Chewing the fat the other night at one of those all-important having-a-beer-after-training sessions, the conversation turned to why a couple of students had recently left – in both cases it was a question of religion.
The first was one of our very few female students – a hippy / New Age type. She left because she thought we weren’t spiritual enough: She had asked why we didn’t have anything to say about chi. We said that we just don’t go there – it’s not necessary to explain how Wing Chun works. We only talk about perfecting body mechanics not releasing inner energy.
It’s not that we have anything against chi – we still know so little about how the nervous system works that it is quite conceivable that the concept of chi is just an ancient expression for some sort of energy impulse that medicine is yet to articulate. It’s just that we don’t need to promote it in the teaching of what we do. As for the student who left because of this omission - we have heard since that she has converted to Islam, so presumably she is not too keen on chi herself now.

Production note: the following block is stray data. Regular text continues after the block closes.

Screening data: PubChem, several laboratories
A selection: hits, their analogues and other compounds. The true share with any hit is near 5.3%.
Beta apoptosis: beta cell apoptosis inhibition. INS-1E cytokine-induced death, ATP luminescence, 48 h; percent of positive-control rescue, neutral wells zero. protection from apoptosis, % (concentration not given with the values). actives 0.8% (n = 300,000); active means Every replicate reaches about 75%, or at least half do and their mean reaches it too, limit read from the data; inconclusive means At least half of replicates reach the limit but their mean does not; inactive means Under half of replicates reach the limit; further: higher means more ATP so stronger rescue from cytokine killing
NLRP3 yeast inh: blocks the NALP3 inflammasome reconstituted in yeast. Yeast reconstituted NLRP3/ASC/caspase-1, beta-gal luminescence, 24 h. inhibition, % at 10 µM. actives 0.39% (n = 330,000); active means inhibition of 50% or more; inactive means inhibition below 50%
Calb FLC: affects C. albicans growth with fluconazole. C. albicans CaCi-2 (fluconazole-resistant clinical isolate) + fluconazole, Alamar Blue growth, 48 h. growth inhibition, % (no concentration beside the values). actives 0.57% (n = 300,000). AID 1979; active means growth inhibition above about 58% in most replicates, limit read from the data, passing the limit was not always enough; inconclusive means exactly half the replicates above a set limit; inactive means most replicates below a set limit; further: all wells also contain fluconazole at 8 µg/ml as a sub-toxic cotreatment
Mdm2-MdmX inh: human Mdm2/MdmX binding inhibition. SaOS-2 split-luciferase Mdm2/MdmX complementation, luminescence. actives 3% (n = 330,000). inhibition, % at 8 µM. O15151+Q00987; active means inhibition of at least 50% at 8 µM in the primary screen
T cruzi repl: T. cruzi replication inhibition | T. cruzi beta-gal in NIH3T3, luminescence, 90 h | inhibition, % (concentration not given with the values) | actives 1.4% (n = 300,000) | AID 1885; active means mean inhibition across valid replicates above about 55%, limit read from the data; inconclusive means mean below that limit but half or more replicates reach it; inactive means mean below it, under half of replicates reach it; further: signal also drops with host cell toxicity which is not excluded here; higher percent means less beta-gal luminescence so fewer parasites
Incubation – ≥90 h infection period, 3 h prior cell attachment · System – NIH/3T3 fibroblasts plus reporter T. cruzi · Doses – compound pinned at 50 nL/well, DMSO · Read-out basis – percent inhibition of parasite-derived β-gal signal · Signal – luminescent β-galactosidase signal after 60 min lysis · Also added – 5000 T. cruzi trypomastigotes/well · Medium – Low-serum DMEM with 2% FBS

The other student was a senior with many years of mileage on him – and experience working as a doorman. Then he became a born-again Christian. His pastor told him that he was practicing a ‘pagan art’. The evidence cited for this was a couple of things found on the internet about techniques known as ‘the half prayer to Buddha’ or ‘the five prayers to Buddha’. These are not the technical names of the techniques – they are effectively Chinese slang that maybe made sense in a society with a Buddhist culture. We don’t even use them in our kwoon – and we don’t use the traditional Chinese yin-yang salute either, believing that a handshake or a bear-hug are more meaningful Western-equivalent gestures of respect and brotherhood.
It’s sad to lose students for such stupid reasons. It’s also kind of amusing to see how religious belief systems are so mutually-repellent. (Although I should add that we do have some students who are devout Muslims or Christians and manage to reconcile this with their training). Personally as an atheist/Humanist/freethinker/whatever I find martial arts not only compatible but absolutely complementary with my own worldview:
Martial arts training is so essentially ‘promethean’ with much of the training counter-intuitive and aimed to condition new reflexes. It takes short, tall, skinny, fat, timid, aggressive, uncoordinated people, or more rarely natural athletes and scientifically allows them to make themselves into something else. It is about rational enquiry – looking behind the seemingly amazing feats of strength, speed or endurance and breaking them down into perfected physical techniques. And in the long run, more than the physical it provides psychological benefits like stress management and the cultivation of calm. You can call that spirituality if you must but I think that’s just shorthand for mental well-being.